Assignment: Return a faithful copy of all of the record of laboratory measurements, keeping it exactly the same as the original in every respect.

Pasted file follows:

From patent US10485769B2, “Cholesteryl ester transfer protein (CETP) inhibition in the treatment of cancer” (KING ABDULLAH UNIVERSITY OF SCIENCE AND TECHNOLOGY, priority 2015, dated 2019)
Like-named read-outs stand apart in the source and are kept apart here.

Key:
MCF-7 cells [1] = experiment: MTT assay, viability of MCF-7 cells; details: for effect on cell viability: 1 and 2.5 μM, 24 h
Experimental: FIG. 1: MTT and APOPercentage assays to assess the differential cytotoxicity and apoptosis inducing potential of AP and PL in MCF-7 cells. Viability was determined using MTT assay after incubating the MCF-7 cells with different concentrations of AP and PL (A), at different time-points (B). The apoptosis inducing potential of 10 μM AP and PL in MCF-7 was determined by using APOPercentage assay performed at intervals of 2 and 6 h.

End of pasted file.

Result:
From patent US10485769B2, “Cholesteryl ester transfer protein (CETP) inhibition in the treatment of cancer” (KING ABDULLAH UNIVERSITY OF SCIENCE AND TECHNOLOGY, priority 2015, dated 2019)
Like-named read-outs stand apart in the source and are kept apart here.

Key:
MCF-7 cells [1] = experiment: MTT assay, viability of MCF-7 cells; details: for effect on cell viability: 1 and 2.5 μM, 24 h
Experimental: FIG. 1: MTT and APOPercentage assays to assess the differential cytotoxicity and apoptosis inducing potential of AP and PL in MCF-7 cells. Viability was determined using MTT assay after incubating the MCF-7 cells with different concentrations of AP and PL (A), at different time-points (B). The apoptosis inducing potential of 10 μM AP and PL in MCF-7 was determined by using APOPercentage assay performed at intervals of 2 and 6 h.